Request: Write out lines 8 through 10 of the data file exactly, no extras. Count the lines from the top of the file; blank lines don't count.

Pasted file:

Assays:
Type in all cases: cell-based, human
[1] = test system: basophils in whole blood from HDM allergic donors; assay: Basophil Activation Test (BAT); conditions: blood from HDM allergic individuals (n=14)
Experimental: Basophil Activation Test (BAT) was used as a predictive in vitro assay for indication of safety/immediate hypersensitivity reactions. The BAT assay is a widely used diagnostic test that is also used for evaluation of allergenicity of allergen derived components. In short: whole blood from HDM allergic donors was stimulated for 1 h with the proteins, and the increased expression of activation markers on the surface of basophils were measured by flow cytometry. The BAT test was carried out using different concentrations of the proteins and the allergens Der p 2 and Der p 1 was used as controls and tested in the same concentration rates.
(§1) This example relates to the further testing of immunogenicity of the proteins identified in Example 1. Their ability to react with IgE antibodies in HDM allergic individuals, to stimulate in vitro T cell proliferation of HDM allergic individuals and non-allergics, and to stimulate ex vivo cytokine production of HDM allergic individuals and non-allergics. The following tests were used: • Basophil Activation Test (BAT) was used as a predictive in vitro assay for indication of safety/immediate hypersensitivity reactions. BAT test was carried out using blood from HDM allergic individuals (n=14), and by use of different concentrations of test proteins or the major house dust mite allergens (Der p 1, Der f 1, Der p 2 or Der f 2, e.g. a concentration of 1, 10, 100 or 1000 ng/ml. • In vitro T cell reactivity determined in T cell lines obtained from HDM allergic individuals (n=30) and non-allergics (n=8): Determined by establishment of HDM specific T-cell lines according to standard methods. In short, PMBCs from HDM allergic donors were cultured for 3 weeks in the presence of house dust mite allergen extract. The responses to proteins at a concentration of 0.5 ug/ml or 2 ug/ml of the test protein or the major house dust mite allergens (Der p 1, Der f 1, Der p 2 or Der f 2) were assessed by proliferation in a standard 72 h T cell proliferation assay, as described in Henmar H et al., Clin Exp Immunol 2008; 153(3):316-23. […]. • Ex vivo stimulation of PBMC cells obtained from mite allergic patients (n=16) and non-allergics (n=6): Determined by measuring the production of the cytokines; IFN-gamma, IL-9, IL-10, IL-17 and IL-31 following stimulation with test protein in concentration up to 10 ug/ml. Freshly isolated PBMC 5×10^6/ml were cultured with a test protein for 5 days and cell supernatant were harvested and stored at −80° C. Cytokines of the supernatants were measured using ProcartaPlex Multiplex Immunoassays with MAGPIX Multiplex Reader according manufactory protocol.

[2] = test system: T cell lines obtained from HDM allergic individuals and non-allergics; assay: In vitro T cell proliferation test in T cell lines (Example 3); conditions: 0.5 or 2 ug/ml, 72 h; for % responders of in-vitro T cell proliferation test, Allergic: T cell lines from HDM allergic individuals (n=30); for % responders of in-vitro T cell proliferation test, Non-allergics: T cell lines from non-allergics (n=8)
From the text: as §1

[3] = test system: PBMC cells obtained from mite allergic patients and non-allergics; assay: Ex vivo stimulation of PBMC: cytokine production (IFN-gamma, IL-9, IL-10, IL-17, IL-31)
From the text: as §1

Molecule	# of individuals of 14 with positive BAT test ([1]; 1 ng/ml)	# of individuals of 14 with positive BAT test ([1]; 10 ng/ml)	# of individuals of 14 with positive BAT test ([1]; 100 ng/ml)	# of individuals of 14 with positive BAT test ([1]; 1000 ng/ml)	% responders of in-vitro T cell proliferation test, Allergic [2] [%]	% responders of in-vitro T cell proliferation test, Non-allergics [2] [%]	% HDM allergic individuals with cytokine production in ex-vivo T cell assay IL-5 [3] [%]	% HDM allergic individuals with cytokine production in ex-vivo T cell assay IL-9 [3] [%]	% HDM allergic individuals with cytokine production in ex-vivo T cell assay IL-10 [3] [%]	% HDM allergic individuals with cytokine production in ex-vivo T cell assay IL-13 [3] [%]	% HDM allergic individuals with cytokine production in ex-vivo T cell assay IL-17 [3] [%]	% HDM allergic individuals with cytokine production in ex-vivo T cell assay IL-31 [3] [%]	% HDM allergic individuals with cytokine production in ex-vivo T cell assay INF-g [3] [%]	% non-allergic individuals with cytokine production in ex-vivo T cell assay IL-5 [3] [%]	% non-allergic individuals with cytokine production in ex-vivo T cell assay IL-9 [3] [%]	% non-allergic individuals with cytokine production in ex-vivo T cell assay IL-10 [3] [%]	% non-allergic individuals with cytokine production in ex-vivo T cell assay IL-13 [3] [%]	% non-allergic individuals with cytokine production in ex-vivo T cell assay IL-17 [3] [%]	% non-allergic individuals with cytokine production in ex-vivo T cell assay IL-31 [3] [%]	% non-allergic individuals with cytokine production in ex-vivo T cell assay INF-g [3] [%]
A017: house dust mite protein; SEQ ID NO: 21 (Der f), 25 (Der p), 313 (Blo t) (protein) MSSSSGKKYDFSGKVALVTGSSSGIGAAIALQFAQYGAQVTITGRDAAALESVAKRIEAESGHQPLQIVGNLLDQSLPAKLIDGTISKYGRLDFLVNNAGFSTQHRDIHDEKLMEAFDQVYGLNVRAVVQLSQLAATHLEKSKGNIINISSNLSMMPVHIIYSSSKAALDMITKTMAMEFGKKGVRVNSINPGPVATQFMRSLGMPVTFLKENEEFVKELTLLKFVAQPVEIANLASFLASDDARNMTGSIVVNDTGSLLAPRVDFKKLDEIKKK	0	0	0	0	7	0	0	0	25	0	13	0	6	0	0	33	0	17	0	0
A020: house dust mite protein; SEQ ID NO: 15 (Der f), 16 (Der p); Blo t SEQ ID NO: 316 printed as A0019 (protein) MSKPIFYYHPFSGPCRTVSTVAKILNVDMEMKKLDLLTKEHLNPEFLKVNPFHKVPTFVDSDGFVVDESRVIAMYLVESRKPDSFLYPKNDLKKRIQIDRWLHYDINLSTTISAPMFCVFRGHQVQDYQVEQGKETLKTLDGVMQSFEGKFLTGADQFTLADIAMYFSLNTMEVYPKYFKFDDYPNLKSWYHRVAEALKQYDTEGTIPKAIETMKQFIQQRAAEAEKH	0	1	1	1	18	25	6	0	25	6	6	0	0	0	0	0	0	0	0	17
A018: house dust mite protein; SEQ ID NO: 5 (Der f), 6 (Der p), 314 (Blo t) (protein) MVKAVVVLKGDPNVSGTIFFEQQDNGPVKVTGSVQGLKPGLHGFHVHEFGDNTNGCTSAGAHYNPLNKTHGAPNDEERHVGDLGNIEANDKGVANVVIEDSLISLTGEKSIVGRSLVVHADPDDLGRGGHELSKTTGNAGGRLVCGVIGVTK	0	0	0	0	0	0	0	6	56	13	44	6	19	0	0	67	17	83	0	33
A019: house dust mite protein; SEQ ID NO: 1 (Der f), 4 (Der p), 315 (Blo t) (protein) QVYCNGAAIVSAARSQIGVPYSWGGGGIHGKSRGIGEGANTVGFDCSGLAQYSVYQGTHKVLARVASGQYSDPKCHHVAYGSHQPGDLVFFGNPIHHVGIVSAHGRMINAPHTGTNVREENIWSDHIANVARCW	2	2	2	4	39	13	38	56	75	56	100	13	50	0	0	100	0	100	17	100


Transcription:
[3] = test system: PBMC cells obtained from mite allergic patients and non-allergics; assay: Ex vivo stimulation of PBMC: cytokine production (IFN-gamma, IL-9, IL-10, IL-17, IL-31)
From the text: as §1

Molecule	# of individuals of 14 with positive BAT test ([1]; 1 ng/ml)	# of individuals of 14 with positive BAT test ([1]; 10 ng/ml)	# of individuals of 14 with positive BAT test ([1]; 100 ng/ml)	# of individuals of 14 with positive BAT test ([1]; 1000 ng/ml)	% responders of in-vitro T cell proliferation test, Allergic [2] [%]	% responders of in-vitro T cell proliferation test, Non-allergics [2] [%]	% HDM allergic individuals with cytokine production in ex-vivo T cell assay IL-5 [3] [%]	% HDM allergic individuals with cytokine production in ex-vivo T cell assay IL-9 [3] [%]	% HDM allergic individuals with cytokine production in ex-vivo T cell assay IL-10 [3] [%]	% HDM allergic individuals with cytokine production in ex-vivo T cell assay IL-13 [3] [%]	% HDM allergic individuals with cytokine production in ex-vivo T cell assay IL-17 [3] [%]	% HDM allergic individuals with cytokine production in ex-vivo T cell assay IL-31 [3] [%]	% HDM allergic individuals with cytokine production in ex-vivo T cell assay INF-g [3] [%]	% non-allergic individuals with cytokine production in ex-vivo T cell assay IL-5 [3] [%]	% non-allergic individuals with cytokine production in ex-vivo T cell assay IL-9 [3] [%]	% non-allergic individuals with cytokine production in ex-vivo T cell assay IL-10 [3] [%]	% non-allergic individuals with cytokine production in ex-vivo T cell assay IL-13 [3] [%]	% non-allergic individuals with cytokine production in ex-vivo T cell assay IL-17 [3] [%]	% non-allergic individuals with cytokine production in ex-vivo T cell assay IL-31 [3] [%]	% non-allergic individuals with cytokine production in ex-vivo T cell assay INF-g [3] [%]